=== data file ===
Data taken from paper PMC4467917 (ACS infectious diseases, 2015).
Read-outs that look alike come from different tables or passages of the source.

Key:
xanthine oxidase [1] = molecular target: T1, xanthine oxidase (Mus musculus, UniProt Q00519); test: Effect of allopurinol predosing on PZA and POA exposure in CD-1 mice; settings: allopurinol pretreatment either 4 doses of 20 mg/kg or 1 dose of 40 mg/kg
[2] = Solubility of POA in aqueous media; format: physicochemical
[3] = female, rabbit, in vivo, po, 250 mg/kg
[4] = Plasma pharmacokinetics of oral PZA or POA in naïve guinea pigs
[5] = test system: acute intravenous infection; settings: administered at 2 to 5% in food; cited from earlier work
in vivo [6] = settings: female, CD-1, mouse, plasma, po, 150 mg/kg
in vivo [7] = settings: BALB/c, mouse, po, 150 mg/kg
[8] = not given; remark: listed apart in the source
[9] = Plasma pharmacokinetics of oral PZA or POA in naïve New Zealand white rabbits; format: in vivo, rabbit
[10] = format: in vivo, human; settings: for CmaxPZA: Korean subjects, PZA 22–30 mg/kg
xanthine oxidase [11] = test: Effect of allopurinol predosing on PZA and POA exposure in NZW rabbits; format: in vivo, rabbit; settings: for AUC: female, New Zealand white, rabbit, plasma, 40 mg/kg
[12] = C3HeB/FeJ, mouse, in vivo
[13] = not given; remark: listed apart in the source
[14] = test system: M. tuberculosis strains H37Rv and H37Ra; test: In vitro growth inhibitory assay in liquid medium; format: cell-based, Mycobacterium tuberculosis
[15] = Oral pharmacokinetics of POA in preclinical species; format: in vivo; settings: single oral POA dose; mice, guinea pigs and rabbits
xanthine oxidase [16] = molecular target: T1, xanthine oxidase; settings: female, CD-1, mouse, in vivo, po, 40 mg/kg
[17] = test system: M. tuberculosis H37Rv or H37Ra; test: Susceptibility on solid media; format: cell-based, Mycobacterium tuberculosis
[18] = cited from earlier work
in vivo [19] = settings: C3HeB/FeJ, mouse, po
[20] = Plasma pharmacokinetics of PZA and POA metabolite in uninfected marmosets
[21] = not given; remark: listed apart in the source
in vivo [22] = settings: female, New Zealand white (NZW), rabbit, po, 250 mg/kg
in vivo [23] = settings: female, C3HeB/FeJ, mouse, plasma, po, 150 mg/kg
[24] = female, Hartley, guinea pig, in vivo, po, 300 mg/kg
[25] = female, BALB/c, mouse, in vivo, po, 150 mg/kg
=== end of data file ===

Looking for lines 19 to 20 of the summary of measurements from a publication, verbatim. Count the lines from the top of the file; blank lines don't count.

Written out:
xanthine oxidase [16] = molecular target: T1, xanthine oxidase; settings: female, CD-1, mouse, in vivo, po, 40 mg/kg
[17] = test system: M. tuberculosis H37Rv or H37Ra; test: Susceptibility on solid media; format: cell-based, Mycobacterium tuberculosis